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Vitamin D deficiency may be regulating the immune system and susceptibility to autoimmune diseases

Vitamin D is very important to us. Unlike many other vitamins, vitamin D is produced in our own body as a response to sunlight. Vitamin D is praised for its health benefits, but they are not fully understood. Scientists from the University of Edinburgh found that the vitamin D might influence susceptibility to diseases such as multiple sclerosis.

Vitamin D is produced in human body as a response to exposure to sunlight. Image credit: Alex Proimos via Wikimedia (CC BY 2.0)

Vitamin D plays a role in our immune system. In fact, it affects key cells of our immune system – it helps dendritic cells’ ability to activate T cells. T cells, of course, help us to fight off infections, but in people with various autoimmune diseases, such as the multiple sclerosis, they start attacking body’s own tissues, causing a lot of trouble. Scientists understood that this means that vitamin D is also playing a role in autoimmune disease, but what that role is? And what kind of effect would vitamin D deficiency have for people who suffer from such conditions like multiple sclerosis?

Scientists studied cells from mice and people and found vitamin D caused dendritic cells to produce more of a molecule called CD31 on their surface. This hindered the activation of T cells. In order for the T cell activation to be completed, two different types of immune system cells have to come in contact. This is prevented by CD31 build-up on the surface of dendritic cells. This means that immune reaction is reduced by vitamin D, but it is not a bad thing. In this way our body regulates immune system, making sure that it is in check and not too harsh on native tissues. Scientists say that this makes sense and goes along previously identified risk factors for autoimmune diseases.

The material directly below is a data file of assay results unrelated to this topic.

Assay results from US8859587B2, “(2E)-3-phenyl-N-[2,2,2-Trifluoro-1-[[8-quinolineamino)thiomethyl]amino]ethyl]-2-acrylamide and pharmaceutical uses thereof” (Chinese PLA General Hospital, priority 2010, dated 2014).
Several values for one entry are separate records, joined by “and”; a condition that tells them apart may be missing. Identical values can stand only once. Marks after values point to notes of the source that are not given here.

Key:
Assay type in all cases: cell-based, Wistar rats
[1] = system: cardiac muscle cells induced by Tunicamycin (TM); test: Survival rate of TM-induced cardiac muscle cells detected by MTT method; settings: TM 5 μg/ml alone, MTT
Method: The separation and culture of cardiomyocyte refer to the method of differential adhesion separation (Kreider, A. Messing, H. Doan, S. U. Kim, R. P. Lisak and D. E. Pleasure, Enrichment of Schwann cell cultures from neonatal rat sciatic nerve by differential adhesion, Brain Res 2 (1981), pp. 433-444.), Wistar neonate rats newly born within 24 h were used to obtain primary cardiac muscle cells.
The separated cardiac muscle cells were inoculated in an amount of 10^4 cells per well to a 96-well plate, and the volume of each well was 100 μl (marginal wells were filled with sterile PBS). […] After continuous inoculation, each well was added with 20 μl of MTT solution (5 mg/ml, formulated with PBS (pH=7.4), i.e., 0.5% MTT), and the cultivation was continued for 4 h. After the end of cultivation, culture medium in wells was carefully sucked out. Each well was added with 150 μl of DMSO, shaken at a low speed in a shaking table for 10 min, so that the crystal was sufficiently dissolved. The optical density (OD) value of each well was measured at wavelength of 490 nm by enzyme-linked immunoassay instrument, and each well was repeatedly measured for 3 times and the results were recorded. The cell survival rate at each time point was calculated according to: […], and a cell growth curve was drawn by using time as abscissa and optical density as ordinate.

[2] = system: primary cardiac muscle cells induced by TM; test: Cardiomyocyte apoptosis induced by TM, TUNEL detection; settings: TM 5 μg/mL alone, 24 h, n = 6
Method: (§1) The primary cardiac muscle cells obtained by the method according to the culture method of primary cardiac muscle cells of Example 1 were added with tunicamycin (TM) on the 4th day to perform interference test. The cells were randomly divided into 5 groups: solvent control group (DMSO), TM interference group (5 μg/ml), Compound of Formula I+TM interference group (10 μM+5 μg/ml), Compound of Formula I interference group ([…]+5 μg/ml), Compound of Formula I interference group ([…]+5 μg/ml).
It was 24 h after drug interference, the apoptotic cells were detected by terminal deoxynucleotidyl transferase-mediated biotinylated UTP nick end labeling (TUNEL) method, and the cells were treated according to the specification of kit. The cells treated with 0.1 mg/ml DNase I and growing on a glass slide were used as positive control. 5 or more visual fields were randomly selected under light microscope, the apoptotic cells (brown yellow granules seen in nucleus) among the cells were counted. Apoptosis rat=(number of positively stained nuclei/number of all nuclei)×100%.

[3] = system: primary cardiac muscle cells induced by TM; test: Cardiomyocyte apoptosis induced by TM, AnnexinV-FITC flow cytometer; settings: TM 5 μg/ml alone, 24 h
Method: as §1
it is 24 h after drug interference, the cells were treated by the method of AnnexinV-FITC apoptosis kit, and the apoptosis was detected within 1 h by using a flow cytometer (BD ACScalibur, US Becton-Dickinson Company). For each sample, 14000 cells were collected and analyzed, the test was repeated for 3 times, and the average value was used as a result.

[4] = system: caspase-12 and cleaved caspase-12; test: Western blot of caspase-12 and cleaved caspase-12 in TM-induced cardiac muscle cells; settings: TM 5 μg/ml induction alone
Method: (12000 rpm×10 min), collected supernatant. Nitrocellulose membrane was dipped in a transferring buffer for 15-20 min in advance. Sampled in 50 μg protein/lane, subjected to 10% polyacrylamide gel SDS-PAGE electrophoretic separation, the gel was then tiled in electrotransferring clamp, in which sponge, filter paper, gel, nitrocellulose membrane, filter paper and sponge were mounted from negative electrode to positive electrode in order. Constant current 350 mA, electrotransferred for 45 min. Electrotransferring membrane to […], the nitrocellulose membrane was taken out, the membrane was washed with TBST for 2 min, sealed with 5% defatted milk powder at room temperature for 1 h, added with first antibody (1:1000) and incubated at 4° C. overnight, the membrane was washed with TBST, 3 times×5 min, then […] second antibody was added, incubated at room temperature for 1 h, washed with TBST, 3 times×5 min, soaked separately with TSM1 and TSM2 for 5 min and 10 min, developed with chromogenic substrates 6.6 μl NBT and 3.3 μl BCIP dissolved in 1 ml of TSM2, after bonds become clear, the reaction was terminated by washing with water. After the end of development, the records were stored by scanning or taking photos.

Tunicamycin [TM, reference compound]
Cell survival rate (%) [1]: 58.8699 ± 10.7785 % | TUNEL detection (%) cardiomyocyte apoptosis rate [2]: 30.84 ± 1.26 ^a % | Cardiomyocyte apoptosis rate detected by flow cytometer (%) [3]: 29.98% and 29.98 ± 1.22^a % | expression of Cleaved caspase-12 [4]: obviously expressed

Vitamin D deficiency damages immune system – this was known before. It means that exposure to sun is crucial for maintaining a healthy immune system and preventing autoimmune diseases. Professor Richard Mellanby, one of the authors of the study, said: “Low vitamin D status has long being implicated as a significant risk factor for the development of several autoimmune diseases. Our study reveals one way in which vitamin D metabolites can dramatically influence the immune system”. Hopefully, scientists will continue these studies and will find new ways to use vitamin D to improve human health.

Humans are designed to stay outside for a significant portion of the day. We need vitamin D and it does a lot of good for our health. However, we are still trying to understand how it affects our immune system. In the future studies like this could actually contribute to new treatments for conditions like multiple sclerosis and other autoimmune diseases.

 

Source: University of Edinburgh


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